Advance reader reviews of Stealing Athena

Stealing Athena

by Karen Essex

Stealing Athena by Karen Essex
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  • Published in USA  Jun 2008
    464 pages
    Genre: Historical Fiction

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There are currently 17 member reviews
for Stealing Athena
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  • Linda (Corydon IN)


    All of the Marbles
    I enjoyed reading about two strong women, whose connection to the Elgin marbles and their accomplishments, were somehow lost in the maze of history. The book gives us a better understanding of the role played by Britain in saving the marbles but I still believe they belong in Greece. This is a wonderful book for any literary book club and for anyone who has a love of history. Personally, I would like to view the Marbles once more with this book as a background.
  • Valerie (Chico CA)


    Great
    For me, Stealing Athena's strongest point is the excellent female characters. These two women are strong, independent, intelligent, and struggling with the restraints placed on them by male dominated societies. On a broader scale, this is excellent historical fiction, done in an unusual, to me at least, manner. There are two story lines, with two female protagonists, joined by the Greek art and history, but separated by centuries. It's interesting how so little changed in female freedom/repression during the many centuries these two story lines represent.
  • Irene (Ashland OR)


    Stealing Athena
    A fascinating historical novel.

    Although millenniums apart, two smart, self-willed women battle the laws and customs made by men.

    I liked this well-written novel because of the history, the determination of the two women and the focus on the marble carvings of Athens.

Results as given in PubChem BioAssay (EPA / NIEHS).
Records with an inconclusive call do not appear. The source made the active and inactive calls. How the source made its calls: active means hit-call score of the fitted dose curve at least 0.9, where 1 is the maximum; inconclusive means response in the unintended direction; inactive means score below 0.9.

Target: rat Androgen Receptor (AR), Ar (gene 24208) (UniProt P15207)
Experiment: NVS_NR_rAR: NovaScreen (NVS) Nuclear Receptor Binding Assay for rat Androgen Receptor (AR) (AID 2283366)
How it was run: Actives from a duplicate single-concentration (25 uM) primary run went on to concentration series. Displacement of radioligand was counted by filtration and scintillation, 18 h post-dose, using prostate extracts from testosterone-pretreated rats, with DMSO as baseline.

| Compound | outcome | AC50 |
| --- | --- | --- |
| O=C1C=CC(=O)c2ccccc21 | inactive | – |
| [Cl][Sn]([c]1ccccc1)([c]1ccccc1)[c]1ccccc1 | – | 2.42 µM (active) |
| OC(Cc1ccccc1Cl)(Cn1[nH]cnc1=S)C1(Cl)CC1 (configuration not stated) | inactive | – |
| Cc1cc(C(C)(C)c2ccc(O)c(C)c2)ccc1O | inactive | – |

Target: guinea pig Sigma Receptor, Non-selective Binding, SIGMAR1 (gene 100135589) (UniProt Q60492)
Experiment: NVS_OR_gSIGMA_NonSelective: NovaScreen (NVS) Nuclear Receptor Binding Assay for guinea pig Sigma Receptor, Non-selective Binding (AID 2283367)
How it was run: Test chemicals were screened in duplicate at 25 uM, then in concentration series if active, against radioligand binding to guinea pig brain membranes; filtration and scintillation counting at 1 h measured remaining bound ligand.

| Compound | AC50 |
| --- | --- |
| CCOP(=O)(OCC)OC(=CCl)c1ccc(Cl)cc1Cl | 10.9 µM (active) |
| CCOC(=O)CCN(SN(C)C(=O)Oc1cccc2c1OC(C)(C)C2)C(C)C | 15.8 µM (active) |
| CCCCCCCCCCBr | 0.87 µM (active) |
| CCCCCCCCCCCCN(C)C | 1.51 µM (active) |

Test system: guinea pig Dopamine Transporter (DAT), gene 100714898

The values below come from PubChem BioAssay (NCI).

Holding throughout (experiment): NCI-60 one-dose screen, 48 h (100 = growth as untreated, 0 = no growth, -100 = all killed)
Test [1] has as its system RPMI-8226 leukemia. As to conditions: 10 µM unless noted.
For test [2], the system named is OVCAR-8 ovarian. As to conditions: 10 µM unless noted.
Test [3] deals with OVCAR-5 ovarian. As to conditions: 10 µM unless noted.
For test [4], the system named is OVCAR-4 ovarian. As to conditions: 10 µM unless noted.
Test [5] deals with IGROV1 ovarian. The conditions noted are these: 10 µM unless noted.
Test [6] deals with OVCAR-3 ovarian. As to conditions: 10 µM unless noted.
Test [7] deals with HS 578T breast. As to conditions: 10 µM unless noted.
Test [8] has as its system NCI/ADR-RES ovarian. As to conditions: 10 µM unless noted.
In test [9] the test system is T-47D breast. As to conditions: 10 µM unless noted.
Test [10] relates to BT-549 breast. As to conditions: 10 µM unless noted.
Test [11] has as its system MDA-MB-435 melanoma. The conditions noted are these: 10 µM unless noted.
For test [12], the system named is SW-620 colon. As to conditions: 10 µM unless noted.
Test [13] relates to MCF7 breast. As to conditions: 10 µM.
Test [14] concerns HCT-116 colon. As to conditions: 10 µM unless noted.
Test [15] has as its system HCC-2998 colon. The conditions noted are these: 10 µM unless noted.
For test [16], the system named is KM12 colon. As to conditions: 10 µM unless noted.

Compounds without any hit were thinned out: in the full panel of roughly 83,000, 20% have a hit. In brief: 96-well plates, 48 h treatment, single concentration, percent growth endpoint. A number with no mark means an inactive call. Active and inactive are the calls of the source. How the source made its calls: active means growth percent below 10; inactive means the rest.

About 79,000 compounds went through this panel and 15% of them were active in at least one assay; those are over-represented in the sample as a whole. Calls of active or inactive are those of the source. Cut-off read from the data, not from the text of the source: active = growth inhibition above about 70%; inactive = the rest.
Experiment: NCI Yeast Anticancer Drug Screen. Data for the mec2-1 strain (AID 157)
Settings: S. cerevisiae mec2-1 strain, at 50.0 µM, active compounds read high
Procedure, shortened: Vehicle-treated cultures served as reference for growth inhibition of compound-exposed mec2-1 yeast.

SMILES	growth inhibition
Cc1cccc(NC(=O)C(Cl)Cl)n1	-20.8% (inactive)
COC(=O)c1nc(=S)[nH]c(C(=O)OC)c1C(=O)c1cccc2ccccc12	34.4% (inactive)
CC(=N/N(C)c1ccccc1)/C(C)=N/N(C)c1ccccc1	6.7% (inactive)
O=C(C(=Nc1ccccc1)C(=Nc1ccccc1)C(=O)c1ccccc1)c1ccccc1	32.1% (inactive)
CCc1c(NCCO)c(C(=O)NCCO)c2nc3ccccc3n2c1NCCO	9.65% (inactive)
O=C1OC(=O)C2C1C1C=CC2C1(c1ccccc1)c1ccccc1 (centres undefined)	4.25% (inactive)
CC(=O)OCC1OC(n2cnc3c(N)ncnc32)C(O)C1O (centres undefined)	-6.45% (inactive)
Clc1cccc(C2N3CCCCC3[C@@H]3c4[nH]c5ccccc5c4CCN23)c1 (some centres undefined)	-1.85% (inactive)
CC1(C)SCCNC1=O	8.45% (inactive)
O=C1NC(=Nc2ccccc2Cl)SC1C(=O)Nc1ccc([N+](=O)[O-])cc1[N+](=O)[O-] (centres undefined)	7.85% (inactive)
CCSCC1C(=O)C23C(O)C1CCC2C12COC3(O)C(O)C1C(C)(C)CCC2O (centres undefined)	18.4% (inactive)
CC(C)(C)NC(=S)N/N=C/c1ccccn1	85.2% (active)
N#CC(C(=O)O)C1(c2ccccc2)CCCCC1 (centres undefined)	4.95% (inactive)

• Juliet (Clarendon Hills IL)


    Stealing Athena- Really good historical fiction!
    Stealing Athena does a great job of bringing to life the fascinating story of the controversial acquisition of ancient Greek marbles by Lord Elgin, the ambassador to Turkey, and his beautiful and vivacious wife, Mary. The story is interwoven with a parallel tale of Perikles and his lover, Aspasia, who presided over the marbles' construction.

    Both tales make exciting the stranger-than-fiction realities of these events, with rich detail providing an in-depth glimpse into eras and societies far removed from our own. Not only are these stories inherently interesting, the book is written in a way that makes for a fun read. In addition, it is interesting how both women must cope with their powerless status as women in their societies, leading the reader to question how some of these cultural assumptions about women have persisted into our own time and culture, and how women continue to deal with them today. I enjoyed this book a lot - it was unique, informative, and enjoyable, and it will stay with me for a long while.
  • Cynthia (Puyallup WA)


    Stealing Athena
    This was a wonderful book - Karen Essex has skillfully intertwined two timelines in order to bring to the reader a story rich with detail. The depth of the characters is enthralling and their involvement behind the plundering of precious artifacts makes this a MUST READ!
  • Elsbeth (Medford WI)


    Stealing Athena, A Great Book
    Stealing Athena was a joy to read, from start to finish. I thoroughly enjoyed this book of historical fiction.

    Mary Nisbet Elgin's story, set in the early 1800's is vividly told, while the author cleverly goes back to ancient Athen's Golden Age and weaves in the story of Aspasia, courtesan of Pericles. These two women, although living in very different times, showed strength and resourcefulness that will draw readers interested in women's advocacy issues. Greek mythology buffs will enjoy references to narratives of the gods and goddesses of ancient times.

    I strongly recommend Stealing Athena to all adult book groups, as there are limitless topics of interest to discuss and ponder.
  • Joan Pascuzzo (Owego NY)


    Stealing Athena
    Every five years or so there is renewed interest in returning the Elgin Marbles to Greece. This book has two threads. It tells of Lord Elgin's obsession with procuring the Marbles for England, and simultaneously the building of the Parthenon in Ancient Greece.

    I found the story interesting and informative. The reader gets a good idea of life in the Napoleonic era with the friction between England and France. It also gives a taste of every day life in Ancient Greece. Lord Elgin's wife, Mary, and Aspasia, Pericles's mistress, faced the same hurdles that women with no legal rights faced in the not too distant past. Historical Fiction fans will love this book.
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